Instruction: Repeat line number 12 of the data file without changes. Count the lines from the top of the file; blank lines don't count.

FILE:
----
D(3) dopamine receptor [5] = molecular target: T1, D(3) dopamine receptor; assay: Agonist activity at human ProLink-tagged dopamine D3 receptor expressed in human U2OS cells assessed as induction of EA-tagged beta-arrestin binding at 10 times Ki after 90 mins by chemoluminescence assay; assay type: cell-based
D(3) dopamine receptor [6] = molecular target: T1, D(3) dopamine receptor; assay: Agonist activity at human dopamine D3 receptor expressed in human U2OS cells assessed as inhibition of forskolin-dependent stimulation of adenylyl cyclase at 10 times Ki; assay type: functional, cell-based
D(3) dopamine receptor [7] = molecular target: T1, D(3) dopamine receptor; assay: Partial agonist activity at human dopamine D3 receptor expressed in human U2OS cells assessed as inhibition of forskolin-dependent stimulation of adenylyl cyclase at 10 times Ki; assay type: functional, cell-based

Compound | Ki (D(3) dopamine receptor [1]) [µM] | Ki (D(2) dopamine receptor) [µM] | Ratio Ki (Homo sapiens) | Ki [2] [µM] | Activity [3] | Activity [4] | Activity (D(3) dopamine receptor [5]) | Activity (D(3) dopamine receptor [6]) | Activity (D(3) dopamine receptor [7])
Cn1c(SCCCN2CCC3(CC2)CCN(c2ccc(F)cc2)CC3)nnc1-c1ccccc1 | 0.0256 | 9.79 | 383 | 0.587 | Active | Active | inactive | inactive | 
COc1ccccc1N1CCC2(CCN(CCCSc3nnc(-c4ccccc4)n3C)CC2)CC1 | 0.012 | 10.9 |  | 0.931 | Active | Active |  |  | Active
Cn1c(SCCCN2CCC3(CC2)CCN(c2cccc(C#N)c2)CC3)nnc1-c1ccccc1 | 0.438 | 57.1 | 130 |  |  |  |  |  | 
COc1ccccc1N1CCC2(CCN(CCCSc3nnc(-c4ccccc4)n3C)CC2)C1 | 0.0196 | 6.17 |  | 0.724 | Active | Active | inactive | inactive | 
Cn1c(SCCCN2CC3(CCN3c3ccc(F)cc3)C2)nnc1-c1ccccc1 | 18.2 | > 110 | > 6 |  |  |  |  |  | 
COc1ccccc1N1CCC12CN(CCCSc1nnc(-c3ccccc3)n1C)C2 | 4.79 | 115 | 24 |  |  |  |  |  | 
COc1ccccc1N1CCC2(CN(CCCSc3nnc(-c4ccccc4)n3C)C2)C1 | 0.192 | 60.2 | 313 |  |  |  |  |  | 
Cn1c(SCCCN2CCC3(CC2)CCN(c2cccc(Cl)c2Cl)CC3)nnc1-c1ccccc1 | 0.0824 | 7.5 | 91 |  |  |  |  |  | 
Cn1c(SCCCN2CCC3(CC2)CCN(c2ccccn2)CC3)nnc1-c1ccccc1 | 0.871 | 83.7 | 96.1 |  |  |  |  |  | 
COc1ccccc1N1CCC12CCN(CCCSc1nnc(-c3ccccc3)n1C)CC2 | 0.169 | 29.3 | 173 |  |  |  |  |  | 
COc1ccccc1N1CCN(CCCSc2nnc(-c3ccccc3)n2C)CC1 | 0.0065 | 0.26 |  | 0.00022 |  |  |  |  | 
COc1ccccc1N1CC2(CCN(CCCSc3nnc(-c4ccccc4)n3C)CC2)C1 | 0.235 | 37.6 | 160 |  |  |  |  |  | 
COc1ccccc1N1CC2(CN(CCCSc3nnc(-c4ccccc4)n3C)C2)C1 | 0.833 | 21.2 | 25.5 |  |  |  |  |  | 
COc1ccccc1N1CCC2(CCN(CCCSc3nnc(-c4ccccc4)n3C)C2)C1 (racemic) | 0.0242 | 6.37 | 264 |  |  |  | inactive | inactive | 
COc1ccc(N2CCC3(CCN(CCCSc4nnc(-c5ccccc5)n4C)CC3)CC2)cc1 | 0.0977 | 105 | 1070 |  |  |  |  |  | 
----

Cn1c(SCCCN2CCC3(CC2)CCN(c2cccc(Cl)c2Cl)CC3)nnc1-c1ccccc1 | 0.0824 | 7.5 | 91 |  |  |  |  |  | 